Similarly, against Oklahoma State Trickett (video here) makes a quick read of the defense, notices man coverage on the outside receiver, and lofts a beauty of a pass to the end zone for a touchdown. Look for Trickett and West Virginia to pass the ball quickly out of the snap against Alabama to pick on man-to-man coverage by the inexperienced Tide cornerbacks.
Now, the two previous plays were Clint Trickett throwing great passes against below-average defenses that are shown on highlight reels. In reality, the two plays shown earlier were a couple of the best throws Trickett threw all year. More often than not, Trickett did not live up to this highlight-reel standard.
Against TCU, in what was the best game Trickett played all season, he threw for 267 yards, two TDs, two INTs, and completed 61% of his passes. Those aren't Keenum/Weeden/a good Air Raid quarterback's numbers. If Trickett throws his best passes due to making good reads of the defense, he throws his worst passes because of making, you guessed it, bad reads of the defense.
Take a look at this video to see an interception Trickett threw against TCU last season. Trickett is intending to throw to the receiver breaking across the middle about 15 yards downfield. Trickett doesn't read the linebackers playing a shallow zone coverage and throws the ball under and behind the breaking receiver right into the arms of the middle linebacker who barely has to jump.
Despite the Air Raid being more prone to short passes for its success, Trickett will have to throw deep passes if he wants to have success against Alabama. The Mountaineers will not be able to establish any kind of offense if they can't spread the field against the Alabama defense. This need to establish a deep threat could lead to success for Alabama. Against Oklahoma State last season (seen here), Trickett sees man coverage with no safety help down the field for his outside receiver and throws an absolute gift to the Oklahoma State cornerback. If Trickett makes throws like this against Alabama, the cornerbacks and safeties will be able to feast.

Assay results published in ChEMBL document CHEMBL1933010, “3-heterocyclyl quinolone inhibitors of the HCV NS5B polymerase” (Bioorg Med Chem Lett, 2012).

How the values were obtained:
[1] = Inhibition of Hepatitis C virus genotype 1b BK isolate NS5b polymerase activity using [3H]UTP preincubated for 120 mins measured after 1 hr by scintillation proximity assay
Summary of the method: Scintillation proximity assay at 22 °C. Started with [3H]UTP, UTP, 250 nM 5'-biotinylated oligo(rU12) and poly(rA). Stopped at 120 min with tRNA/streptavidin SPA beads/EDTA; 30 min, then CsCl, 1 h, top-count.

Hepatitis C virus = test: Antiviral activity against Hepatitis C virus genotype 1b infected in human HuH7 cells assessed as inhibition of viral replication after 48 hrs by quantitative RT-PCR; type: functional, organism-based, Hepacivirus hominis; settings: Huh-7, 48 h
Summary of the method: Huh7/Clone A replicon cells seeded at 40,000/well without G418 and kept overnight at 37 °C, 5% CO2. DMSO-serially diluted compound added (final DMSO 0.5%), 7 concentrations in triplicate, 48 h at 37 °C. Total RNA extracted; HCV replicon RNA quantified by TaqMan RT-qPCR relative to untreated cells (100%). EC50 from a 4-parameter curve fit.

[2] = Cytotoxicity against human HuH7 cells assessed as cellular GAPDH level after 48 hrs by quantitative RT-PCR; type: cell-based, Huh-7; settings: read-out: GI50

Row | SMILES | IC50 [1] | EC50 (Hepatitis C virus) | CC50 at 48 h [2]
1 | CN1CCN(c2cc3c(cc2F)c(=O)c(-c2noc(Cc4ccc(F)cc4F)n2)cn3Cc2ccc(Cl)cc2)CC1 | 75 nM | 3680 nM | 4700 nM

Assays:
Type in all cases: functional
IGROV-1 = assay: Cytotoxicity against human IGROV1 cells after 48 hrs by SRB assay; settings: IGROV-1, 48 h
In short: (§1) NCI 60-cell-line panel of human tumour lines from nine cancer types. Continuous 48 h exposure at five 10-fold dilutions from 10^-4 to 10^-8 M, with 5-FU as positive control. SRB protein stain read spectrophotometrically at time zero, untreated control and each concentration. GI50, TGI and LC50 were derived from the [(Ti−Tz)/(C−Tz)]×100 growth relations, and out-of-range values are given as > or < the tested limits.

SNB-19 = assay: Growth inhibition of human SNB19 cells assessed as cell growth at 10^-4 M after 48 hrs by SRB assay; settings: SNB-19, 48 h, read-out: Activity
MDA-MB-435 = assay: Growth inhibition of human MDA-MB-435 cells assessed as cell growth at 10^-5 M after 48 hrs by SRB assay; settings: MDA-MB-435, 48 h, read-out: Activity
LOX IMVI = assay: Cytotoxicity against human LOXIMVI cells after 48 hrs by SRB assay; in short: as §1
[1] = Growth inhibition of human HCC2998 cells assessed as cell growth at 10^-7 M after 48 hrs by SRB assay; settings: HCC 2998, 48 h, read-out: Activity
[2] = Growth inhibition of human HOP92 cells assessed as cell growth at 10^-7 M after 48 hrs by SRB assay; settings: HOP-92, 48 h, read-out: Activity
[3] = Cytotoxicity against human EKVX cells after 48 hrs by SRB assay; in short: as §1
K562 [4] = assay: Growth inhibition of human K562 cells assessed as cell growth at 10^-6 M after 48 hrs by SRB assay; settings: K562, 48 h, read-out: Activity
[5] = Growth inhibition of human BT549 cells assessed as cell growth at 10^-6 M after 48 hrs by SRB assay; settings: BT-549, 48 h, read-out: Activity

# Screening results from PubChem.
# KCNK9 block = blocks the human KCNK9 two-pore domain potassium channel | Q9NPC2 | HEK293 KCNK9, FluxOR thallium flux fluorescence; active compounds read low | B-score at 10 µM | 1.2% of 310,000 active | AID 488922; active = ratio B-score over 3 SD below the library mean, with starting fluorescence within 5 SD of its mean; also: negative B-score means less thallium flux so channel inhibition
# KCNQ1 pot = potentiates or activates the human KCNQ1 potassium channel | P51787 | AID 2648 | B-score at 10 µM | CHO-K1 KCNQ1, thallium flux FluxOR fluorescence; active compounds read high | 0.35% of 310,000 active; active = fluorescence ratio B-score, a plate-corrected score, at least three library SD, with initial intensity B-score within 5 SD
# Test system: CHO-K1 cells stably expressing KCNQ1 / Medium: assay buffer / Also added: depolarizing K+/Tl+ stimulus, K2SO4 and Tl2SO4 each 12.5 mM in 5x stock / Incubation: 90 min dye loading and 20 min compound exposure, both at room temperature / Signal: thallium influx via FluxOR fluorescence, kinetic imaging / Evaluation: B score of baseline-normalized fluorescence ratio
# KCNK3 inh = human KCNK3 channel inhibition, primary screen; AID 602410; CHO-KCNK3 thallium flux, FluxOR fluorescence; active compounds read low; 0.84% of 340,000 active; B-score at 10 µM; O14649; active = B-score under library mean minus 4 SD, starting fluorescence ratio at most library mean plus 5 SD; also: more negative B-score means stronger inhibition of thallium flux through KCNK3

Trickett is a quarterback that looked decent last year in a system designed to make quarterbacks looks incredible. The fact that Holgorsen named Trickett the starter for opener against Alabama either shows that Trickett has made tremendous strides in the offseason following shoulder surgery or that West Virginia merely doesn't have any other decent quarterbacks.
Look for Alabama to put pressure on Trickett early in the game. Alabama is a team that loves to shift its defense around before the snap, which will make it even harder for Trickett to make good pre-snap reads. Although West Virginia is not a very good team, I think this game will be a good way of gauging the cornerback's progress in the offseason. Trickett's quick throws will put a lot of pressure on the young Alabama cornerbacks and force them to make plays or get beat down the field. Trickett's ability to make solid reads and throws against a tough Alabama defense will be the difference in West Virginia keeping it close or getting blown out. If he fails to do so, West Virginia's offense could sputter and the Tide defense could force turnovers early and often.